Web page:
5:05PM PDT on Aug 24, 2011

I am too old to be Dyslexic. While it's true that I am to old to have been DIAGNOSED with dyslexia in school, I continue to HAVE what I now know is dyslexia. I am thrilled that SOMEBODY is UNDERSTANDING how dyslexics see and WORKING to make things easier.I taught myself to read bytrial and error.A MAJOR BREAKTHROUGH was watching my Auntie run her finger under the words as we sang from the hymnal.Not Only does the finger HOLD THE WORDS IN PLACE BUT it gives writing a cadence.It's l little like directing music with your finger.As the size of my words has grown my finger now pulses syl-a-buls.Learning cursive from the Palmer Penmanship Book which gave artistic exercises of ooooos and pushpulls to demonstrate the graceful CONNECTIVENESS of hand writing. I'm always amused when my handwriting is complemented because I KNOW it is a neat way to keep the letters from moving around (They are TIED together).Ten years ago I finally gave in to the need to type.HERE the secret was seeing that my husband DID NOT LOOK AT THE KEYBOARD WHILE TYPING.I memorized the locations Not the letters. I spend considerable time proof reading and still spend a LOT of time checking spelling with the dictionary. I have always had a Mayor wish to acquire and pass on information.I LOVE BOOKS.I OWN over two thousand (of them) ANYTHING that may give a dyslexive an AH-Ha moment is worth the effort.My amusment when "my eyes" give me a humorous misreading of the printed word could NEVER have happened had I not been

2:42PM PDT on Aug 24, 2011

I would not be surprised if a new/different font is of help to those with dyslexia. I work in a University Library and in close contact with the Learning Development Unit, which assists those with various different "disabilities".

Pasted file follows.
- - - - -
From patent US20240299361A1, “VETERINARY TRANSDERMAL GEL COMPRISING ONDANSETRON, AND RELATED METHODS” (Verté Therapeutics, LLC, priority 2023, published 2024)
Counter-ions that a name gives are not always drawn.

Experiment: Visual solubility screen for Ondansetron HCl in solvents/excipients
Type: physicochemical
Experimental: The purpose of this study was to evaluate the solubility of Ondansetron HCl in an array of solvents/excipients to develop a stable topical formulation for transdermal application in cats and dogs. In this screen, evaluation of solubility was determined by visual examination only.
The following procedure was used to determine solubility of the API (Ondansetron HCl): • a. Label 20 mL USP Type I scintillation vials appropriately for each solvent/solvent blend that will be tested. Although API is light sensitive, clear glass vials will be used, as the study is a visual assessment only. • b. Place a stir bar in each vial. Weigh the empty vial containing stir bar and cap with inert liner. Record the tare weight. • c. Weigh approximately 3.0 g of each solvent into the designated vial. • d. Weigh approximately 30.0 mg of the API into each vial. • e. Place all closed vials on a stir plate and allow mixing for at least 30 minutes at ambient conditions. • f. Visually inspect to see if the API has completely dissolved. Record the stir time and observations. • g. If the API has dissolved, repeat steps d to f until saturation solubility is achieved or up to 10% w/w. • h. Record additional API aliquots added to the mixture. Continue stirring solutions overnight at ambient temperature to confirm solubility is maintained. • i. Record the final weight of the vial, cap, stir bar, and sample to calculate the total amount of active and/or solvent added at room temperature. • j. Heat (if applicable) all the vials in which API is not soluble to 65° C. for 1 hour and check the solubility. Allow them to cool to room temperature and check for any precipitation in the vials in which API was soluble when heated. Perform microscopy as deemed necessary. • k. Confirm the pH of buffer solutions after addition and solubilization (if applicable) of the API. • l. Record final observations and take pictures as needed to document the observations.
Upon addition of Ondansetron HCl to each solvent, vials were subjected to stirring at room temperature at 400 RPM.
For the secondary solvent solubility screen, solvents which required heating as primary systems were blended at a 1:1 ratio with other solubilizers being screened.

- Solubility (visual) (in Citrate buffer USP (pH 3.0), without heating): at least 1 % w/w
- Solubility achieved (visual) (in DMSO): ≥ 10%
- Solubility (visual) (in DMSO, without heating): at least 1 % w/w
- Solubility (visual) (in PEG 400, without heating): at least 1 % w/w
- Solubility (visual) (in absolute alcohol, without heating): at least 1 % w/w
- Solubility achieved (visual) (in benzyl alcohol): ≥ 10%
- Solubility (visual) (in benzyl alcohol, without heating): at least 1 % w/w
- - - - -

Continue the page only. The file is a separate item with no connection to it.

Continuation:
12:34PM PDT on Aug 24, 2011

Amazing. I'm hyperlexic (and on the autism spectrum as well) yet even for me this font is a LOT more readable, which makes me wonder if yo can be dyslexic an hyperlexic at the same time.

12:17PM PDT on Aug 24, 2011

Very interesting and I hope it helps people.

11:00AM PDT on Aug 24, 2011

Cool new idea Whatever will help with the problem and give kids a chance to want to learn and continue

8:58AM PDT on Aug 24, 2011

What a great idea!

8:44AM PDT on Aug 24, 2011

This is a great idea. I have trouble distinguishing 8's and 6's on my cell phone font. I don't want to buy a new one, so I live with it. I'm hoping that this new research will encourage people who produce cell phones, web pages and anywhere there is a font, to think more clearly about the choice of font.

add your comment

Disclaimer: The views expressed above are solely those of the author and may not reflect those of
Care2, Inc., its employees or advertisers.

Care2 - Be Extraordinary - Start a Care2 Petition
ads keep care2 free

Recent Comments from Causes

Both of my parents had Living Wills. This is the next logical step. I've always wondered why we can prevent…

this is truly weird. what parent would allow an adult (who is full of stds, germs and bacteria and god…

That poor pup. You're supposed to put mustard on a hot dog, not ketchup.

meet our writers

Kristina Chew Kristina Chew teaches and writes about ancient Greek and Latin and is Online Advocacy and Marketing... more
ads keep care2 free

Select names from your address book   |   Help

We hate spam. We do not sell or share the email addresses you provide.

site feedback


Problem on this page? Briefly let us know what isn't working for you and we'll try to make it right!